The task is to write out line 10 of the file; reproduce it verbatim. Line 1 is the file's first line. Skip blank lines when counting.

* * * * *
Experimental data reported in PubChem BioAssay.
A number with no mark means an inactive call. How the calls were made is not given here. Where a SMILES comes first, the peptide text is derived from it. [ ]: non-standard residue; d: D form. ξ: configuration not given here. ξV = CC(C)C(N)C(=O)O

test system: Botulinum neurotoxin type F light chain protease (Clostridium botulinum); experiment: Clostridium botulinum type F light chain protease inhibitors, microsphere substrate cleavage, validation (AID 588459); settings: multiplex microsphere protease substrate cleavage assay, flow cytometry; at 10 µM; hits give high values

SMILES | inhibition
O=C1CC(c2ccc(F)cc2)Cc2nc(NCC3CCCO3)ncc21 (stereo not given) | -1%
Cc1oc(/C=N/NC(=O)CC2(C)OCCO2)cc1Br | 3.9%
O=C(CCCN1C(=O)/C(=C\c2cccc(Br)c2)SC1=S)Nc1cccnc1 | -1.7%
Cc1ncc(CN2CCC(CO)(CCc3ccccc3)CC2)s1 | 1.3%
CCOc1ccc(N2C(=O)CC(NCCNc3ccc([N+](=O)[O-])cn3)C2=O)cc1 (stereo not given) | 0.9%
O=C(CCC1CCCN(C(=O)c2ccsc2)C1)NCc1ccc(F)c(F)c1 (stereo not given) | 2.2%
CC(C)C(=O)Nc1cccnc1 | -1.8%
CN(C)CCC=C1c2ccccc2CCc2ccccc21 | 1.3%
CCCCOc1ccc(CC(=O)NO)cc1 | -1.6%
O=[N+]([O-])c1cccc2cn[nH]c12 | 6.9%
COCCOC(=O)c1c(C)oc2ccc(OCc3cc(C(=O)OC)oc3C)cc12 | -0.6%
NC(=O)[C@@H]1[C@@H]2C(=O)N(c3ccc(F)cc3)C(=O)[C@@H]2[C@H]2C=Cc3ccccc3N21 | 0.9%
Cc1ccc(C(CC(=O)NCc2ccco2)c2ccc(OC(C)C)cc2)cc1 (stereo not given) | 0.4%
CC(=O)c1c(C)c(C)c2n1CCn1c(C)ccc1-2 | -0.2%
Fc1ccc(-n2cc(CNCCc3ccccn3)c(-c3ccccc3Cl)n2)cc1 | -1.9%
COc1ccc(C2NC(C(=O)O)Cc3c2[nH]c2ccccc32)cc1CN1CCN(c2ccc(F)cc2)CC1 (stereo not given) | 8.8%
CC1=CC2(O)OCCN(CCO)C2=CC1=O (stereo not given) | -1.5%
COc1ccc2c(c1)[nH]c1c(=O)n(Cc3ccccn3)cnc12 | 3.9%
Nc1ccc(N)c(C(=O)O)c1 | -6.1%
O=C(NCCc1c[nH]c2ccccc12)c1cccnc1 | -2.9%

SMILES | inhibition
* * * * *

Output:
O=C(CCC1CCCN(C(=O)c2ccsc2)C1)NCc1ccc(F)c(F)c1 (stereo not given) | 2.2%